Transformation – “a complete or major change in something’s appearance, form, etc.; often for the better.”
Throughout the state, Race to the Top (RttT) participating school districts have been meeting regularly with their RttT Transformation Teams to review the work being done and preparing for transformative changes. Transformation in the classroom and in the buildings will affect the way districts operate as they work to increase student achievement and ensure all students are college-and-career ready.
In the RttT Southeast Region, districts are doing transformational practices that are demonstrating success and leading to higher student achievement, deeper community involvement, and collaboration at a level that exceeds much of what has happened previously in schools.
Franklin Local has been on the forefront of change as they have taken the lead in many of the reform initiatives through their participation not only in RttT but also in the Ohio Appalachian Collaborative (OAC). High school teachers in that district realized they could not gear up for the rigorous demands of College and Career Readiness individually and as a result, developed a Peer Assisted Review (PAR) process where teachers work collaboratively to release colleagues to plan together and support one another in the classroom. This process was self-directed by the high school staff and a total grass roots initiative including the pairing of teachers and the development of the schedule. Teacher-lead initiatives such as this one, transformed the work being done at this high school by breaking down walls and creating a culture of collaboration and “just in time” support.
Coshocton City Schools are working to better use data collected at the high school level. Content area teams administer assessments, both formative and summative, analyze the results of these assessments and use them to actually change the instructional practices in their classrooms. Discussion of the assessment results and the use of the 5-step process through the Ohio Improvement Process help staff members plan for instruction that will meet the needs identified through the assessments. Data is used regularly by these high school teachers to improve their instruction and not simply gathered and shelved.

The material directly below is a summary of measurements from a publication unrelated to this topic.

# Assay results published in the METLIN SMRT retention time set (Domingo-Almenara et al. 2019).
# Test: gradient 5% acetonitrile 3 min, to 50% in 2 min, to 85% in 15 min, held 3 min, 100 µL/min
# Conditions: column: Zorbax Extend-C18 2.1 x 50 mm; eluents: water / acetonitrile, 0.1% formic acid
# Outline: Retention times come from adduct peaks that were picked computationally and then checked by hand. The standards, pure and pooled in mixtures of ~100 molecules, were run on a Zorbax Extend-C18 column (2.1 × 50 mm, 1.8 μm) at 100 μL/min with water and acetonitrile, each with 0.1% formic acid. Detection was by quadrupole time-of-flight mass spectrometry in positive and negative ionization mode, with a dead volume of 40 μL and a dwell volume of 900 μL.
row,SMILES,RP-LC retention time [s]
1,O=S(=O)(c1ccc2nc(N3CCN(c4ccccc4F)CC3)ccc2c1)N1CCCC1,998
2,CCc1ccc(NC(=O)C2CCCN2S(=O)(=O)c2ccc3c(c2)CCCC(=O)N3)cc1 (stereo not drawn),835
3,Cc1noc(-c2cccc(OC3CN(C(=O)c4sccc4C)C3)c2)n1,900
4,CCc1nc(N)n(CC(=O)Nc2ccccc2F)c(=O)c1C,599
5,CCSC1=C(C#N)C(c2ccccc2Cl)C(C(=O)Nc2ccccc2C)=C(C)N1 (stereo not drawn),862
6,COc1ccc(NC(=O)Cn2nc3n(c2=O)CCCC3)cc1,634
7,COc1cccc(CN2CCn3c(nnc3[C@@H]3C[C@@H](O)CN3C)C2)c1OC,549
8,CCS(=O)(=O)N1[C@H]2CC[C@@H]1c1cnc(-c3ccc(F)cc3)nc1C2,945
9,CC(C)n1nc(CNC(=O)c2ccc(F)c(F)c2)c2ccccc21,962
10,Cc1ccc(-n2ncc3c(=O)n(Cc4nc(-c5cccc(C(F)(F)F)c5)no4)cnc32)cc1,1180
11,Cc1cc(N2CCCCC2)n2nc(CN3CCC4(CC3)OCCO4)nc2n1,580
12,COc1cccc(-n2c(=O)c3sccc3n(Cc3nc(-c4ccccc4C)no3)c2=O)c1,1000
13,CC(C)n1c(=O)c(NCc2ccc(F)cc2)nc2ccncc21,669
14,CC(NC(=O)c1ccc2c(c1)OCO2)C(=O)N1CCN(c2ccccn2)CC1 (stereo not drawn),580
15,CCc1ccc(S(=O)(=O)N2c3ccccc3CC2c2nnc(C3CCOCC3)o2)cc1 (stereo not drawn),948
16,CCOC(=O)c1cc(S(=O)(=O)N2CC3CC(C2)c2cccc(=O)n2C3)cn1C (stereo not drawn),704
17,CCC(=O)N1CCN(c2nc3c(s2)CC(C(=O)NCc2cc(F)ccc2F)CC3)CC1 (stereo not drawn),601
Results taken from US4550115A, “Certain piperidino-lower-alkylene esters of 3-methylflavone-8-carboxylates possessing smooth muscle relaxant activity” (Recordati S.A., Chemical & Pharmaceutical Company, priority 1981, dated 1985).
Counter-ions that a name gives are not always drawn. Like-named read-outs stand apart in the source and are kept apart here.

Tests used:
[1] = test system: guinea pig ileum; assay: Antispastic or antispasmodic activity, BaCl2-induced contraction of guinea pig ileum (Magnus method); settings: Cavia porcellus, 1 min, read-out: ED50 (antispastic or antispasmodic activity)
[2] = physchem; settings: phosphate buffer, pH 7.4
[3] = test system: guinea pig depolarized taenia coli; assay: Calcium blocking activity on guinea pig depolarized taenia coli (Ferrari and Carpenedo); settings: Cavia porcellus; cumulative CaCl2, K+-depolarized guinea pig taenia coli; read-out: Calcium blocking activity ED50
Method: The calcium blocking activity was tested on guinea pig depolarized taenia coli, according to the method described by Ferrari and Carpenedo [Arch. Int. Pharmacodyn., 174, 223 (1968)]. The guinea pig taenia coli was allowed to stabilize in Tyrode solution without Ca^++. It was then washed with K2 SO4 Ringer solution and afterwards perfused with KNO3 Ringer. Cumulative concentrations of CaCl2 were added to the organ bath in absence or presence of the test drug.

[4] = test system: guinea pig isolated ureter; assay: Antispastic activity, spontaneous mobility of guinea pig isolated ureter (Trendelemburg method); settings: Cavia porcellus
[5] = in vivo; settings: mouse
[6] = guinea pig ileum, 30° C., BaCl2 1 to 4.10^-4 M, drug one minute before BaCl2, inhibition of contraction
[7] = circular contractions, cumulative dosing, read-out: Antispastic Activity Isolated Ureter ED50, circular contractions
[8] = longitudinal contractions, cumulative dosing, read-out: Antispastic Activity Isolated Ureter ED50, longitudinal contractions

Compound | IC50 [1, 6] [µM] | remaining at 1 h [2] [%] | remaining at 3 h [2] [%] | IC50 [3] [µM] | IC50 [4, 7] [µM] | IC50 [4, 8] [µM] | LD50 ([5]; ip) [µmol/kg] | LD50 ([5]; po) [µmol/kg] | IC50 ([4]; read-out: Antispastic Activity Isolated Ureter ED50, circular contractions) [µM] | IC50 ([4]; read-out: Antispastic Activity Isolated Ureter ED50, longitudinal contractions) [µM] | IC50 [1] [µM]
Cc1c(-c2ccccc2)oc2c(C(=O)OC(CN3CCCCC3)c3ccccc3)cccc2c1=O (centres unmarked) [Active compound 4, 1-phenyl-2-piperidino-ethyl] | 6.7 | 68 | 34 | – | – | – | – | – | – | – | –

Crooksville Exempted Village, another member of the OAC working very closely with Battelle for Kids, has been a leader in innovation and change for the better of the students they serve on a daily basis. Most recently, they have reconfigured a teaching position into the role of College and Career Readiness Coach and Community Connections. They understand that to have students ready for a fulfilling career or a successful college experience, more support was needed. Parents and the community had to be fully engaged with the educational process. The College and Career Readiness Coach works directly with the Crooksville students, staff, businesses and community to educate and provide safety nets for students as they explore options and plan for the future. The community is able to see how successful students can contribute to the Crooksville Community. The work done through this program far surpasses the traditional newsletter, open house, and career fairs of the past. Using a combination of social media, print and face-to-face meetings, a deep connection is being made between the school and the community. Creating a position for a College and Career Readiness Coach and having one person fully responsible for this important work will ensure the Crooksville students and community efforts will be productive and successful.
Transformation… often for the better, is happening in these districts and throughout the state.
Please contact the following individuals for more information on their programs:
Franklin Local Schools
Shannon Fitz, Director of Instruction – Superintendent of Franklin Local Community School
Coshocton City Schools
Kathy Carter-Robbins, Director of Curriculum and Learning
Crooksville Exempted Village
Alea Barker, Director of Curriculum